Most stringent: Logging back in, I realized there was still more to be done. I clicked on “view settings” under “connecting on Facebook.” I changed all seven of those to the most stringent settings, then clicked on “customize settings” under “sharing on Facebook,” and changed all 21 of those settings to the strictest settings. Logging off again, I saw that Facebook still showed my name and profile picture.

Through all of that (including using two computers and three Facebook log-ins, because Facebook didn’t like us accessing my profile offline too many times), we came to a pretty startling conclusion: By default, there’s a whole lot that everyone can see about you. And you’ve got to do a lot of work to whittle your way down to just your name and profile photo — and even that’s too much for some users. -David

What I’m thankful for

The world of technology has given me a lot to be thankful for this year. Here’s a sample.

  • Cable competition. I have never hated a company like I hated my cable company (before I bought a dish). So I’m overjoyed that cable companies are finally getting the message. After years of a customer relations policy that basically amounted to “eff you,” customers are switching to Fios, satellite or cutting the cord. Finally, cable is starting to catch the drift and adding features like remote DVR control and the ability to watch content online. 
  • Android. It’s far from perfect, but holy schmoley has Google given Apple a run for its money. What a fun story. Also, my Droid is still my favorite toy ever, even after Froyo nearly destroyed it.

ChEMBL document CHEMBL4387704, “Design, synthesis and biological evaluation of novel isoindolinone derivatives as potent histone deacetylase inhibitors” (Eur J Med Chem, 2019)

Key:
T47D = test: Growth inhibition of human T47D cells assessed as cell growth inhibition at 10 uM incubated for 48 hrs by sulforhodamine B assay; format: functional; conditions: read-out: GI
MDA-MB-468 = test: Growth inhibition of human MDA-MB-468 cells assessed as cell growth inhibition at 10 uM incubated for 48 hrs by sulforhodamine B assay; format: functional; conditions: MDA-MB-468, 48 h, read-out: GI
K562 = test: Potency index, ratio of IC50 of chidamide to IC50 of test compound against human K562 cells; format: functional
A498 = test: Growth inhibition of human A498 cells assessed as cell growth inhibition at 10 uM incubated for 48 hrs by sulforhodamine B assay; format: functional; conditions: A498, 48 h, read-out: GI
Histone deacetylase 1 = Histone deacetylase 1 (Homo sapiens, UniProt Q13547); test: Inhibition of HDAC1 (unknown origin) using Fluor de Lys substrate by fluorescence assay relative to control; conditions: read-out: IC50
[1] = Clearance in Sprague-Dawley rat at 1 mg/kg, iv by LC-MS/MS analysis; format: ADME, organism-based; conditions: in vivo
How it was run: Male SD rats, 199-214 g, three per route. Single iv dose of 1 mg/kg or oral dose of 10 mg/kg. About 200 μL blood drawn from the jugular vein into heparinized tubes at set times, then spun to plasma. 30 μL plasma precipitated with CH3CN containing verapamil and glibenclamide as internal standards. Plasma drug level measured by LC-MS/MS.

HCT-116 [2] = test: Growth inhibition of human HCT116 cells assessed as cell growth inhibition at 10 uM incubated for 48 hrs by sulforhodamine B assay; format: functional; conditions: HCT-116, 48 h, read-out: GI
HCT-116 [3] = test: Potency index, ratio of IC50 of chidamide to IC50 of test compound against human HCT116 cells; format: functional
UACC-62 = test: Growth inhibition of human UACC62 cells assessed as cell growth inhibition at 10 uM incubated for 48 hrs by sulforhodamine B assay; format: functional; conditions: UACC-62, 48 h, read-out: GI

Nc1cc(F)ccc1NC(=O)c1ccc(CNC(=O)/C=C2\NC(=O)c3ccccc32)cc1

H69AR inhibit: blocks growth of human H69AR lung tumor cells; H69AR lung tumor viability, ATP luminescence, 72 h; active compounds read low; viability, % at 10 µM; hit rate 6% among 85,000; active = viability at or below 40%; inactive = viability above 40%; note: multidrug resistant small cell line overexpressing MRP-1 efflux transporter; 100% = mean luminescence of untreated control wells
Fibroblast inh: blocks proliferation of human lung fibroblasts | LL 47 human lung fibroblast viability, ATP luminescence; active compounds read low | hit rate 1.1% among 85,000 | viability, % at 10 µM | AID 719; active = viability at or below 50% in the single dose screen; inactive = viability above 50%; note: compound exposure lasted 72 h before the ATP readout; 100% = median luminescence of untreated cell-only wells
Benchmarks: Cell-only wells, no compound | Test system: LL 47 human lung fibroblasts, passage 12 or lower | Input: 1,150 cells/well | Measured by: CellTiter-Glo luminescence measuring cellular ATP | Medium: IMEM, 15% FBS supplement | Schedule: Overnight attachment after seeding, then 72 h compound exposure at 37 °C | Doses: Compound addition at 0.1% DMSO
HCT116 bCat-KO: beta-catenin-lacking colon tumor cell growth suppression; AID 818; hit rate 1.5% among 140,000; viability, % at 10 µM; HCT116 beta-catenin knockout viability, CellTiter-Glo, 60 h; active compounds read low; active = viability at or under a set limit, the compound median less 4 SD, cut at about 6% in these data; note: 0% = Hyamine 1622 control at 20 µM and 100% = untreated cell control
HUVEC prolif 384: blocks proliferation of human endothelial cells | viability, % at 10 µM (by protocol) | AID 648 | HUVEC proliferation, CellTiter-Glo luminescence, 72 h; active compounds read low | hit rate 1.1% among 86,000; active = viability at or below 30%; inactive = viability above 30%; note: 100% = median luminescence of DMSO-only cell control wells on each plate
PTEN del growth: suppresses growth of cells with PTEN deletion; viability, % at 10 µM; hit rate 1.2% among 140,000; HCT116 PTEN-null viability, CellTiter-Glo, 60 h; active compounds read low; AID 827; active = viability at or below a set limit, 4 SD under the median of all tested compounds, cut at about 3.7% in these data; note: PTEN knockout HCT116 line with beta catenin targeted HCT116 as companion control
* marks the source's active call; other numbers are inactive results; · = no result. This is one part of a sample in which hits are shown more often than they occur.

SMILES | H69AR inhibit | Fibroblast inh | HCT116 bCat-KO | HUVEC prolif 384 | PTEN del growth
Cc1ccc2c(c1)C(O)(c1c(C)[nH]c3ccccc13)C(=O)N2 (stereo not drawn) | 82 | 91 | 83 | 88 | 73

• Mark Hurd. Tech writers rarely get to write about sex scandals. Thank you, Mark Hurd. Thank you!
  • The iPad. I still don’t get why anyone would want one, but it’s been a great source of debate. 50 million next year, Gartner? Seriously? Well, Flipboard is extremely cool. And all the magazine apps are beautiful. Having a multi-function e-reader and the full Web on the go is pretty sweet. …okay, maybe I do kinda want one.
  • Angry Birds. What did you say? Oh, sorry, I’ve been trying to get 3 stars on level 11 for the last 17 hours, and I think I almost have it.

And some turkeys:

  • 3Par. Most boring bidding war ever. I was close to buying an HP laptop last week, but ultimately decided to hold off. I think their involvement in the bidding process subconsciously factored into the decision.
  • Rapleaf and Facebook. If you’re going to track / sell information about me, that makes me nervous enough, okay? You don’t also have to lie about it.
  • 4G. It’s a big lie and confuses consumers. Let’s stop this nonsense and get a government-regulated third-party to test network speeds and give consumers real, meaningful data about their choice in wireless carriers.
  • Antennagate. I get that Apple’s secretiveness is part of its success, but a lack of transparency made antennagate into one of the most overblown stories ever.
  • Stock investors. Seriously? Microsoft needs to be down 15% this year? Netflix is really worth $200? Cisco had to get crushed the other day? Like Stacy, I don’t get the stock market.

Happy Thanksgiving everyone! -David

This is a philosophical battle. Zuckerberg thinks the world would be a better place—and more honest, you’ll hear that word over and over again—if people were more open and transparent. My feeling is, it’s not worth the cost for a lot of individuals.
Microsoft social media researcher Danah Boyd on Facebook’s privacy stance, which Zuckerberg calls the  “third-rail issue” in this week’s New Yorker profile.